A New Book Honors ’60s ‘Girl Groups’ Exploited and Overlooked in Music History

The songs of the “girl groups” of the 1960s are a memorable facet of Americana, such as “Chapel of Love” by the Dixie Cups or “Will You Love Me Tomorrow” by the Shirelles. Authors Laura Flam and Emily Sieu Liebowitz sought to rectify the lack of recognition for many of these singers, primarily underpaid Black women tethered by exploitative contracts, with their new oral history book, “But Will You Love Me Tomorrow,” released by Hachette Books.

Derived from over 100 interviews, “But Will You Love Me Tomorrow” endeavors to accord these long-neglected artists their due acknowledgment. This includes celebrating their role in integrating pop music by performing in front of mixed audiences and highlighting their courage in touring the Jim Crow South. The book also provides an insider’s view of the music industry at the time, shedding light on why these singers were frequently treated as expendable.

In their book, Flam and Liebowitz write, “Maybe if they had lived in another era, the women of the girl groups would have been valued differently.” They point out that many of the young women who formed these groups were seen as fleeting investments by both the music industry and a society that anticipated their retirement to raise children and work closer to home.

Emily Sieu Liebowitz, whose book of poems, “National Park,” earned a longlisting for the Believer Book Award, responded to questions about the book via email.

When asked about their inspiration for writing the book, Liebowitz explained that she and her co-author Laura Flam are avid fans of the girl group sound. They bonded over attending concerts of these groups and realized that information about the women who sang their favorite songs was lacking. This gap led them to embark on the project to document this crucial era in music history and pay homage to the women behind the defining songs.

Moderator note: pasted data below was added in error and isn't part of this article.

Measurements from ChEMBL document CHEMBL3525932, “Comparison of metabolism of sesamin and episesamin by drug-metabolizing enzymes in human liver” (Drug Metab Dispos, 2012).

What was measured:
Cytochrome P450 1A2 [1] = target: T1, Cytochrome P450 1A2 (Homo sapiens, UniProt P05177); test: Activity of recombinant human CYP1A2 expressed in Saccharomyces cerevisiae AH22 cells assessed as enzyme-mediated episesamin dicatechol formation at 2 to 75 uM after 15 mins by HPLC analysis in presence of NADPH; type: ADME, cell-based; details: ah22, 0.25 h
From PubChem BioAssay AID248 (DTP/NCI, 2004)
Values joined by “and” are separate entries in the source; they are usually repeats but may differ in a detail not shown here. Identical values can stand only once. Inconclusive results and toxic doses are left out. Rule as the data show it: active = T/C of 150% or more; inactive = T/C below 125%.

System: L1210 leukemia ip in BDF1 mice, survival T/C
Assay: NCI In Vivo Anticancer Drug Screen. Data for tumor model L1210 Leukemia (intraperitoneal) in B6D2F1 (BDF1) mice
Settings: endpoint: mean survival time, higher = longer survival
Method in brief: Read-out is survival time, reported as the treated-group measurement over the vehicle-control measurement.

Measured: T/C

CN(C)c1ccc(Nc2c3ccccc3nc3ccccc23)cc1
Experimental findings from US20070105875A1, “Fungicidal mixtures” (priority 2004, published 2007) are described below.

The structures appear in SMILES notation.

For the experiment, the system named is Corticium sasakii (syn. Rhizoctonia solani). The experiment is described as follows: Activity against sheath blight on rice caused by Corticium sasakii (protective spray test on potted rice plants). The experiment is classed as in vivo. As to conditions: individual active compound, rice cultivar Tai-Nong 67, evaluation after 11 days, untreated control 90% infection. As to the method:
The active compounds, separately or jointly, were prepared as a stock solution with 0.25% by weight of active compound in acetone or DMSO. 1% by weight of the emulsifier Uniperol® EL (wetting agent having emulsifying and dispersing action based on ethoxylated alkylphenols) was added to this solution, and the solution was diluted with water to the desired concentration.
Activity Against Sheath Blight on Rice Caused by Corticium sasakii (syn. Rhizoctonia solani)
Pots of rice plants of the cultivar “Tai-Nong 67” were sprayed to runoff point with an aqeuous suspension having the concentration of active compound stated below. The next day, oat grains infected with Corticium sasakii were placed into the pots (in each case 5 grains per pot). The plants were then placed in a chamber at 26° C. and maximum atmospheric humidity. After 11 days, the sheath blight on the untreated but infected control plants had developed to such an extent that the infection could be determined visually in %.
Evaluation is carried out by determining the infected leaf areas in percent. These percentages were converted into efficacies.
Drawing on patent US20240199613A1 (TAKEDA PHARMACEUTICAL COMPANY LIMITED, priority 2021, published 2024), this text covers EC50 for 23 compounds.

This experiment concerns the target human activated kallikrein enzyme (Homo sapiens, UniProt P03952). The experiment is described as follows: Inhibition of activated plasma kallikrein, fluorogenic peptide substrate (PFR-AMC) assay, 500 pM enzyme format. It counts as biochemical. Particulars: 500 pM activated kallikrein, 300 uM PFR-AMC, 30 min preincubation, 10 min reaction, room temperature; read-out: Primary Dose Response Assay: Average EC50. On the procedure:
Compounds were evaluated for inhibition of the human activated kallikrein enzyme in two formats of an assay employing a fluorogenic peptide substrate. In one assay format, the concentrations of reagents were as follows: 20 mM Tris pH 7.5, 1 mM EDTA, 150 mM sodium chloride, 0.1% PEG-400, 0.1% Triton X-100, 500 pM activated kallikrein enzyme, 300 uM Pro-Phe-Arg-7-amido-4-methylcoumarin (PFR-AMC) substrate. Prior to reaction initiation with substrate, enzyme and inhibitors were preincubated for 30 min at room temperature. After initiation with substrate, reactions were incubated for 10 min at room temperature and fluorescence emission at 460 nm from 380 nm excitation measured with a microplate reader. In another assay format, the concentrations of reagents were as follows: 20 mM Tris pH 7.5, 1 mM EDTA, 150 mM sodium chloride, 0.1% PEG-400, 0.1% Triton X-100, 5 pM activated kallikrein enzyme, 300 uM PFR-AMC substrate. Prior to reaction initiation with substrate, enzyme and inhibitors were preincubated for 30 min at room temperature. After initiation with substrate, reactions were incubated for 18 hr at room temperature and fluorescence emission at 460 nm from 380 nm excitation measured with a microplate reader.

Regarding their hopes for what readers will take away from the book, Liebowitz expressed a desire for readers to connect the famous pop songs of the era with the stories and names of the girl groups. They hope that readers will recognize these groups when hearing their songs in various contexts, such as at weddings or in movies.

Explaining the timing of telling this story, Liebowitz emphasized the urgency due to the aging of the original artists. While some are still performing, many can no longer do so, and some have passed away. The authors wanted to ensure that readers and audiences could learn about these artists’ contributions while they are still around to receive recognition.

Finally, one of the surprising discoveries made during the writing of the book was the number of celebrities who had their beginnings in girl groups. Notable figures like Diana Ross of the Supremes and Ronnie Spector of the Ronettes are well-known, but others, such as Jimi Hendrix, Cher, and Billy Joel, had early connections to these groups as well.

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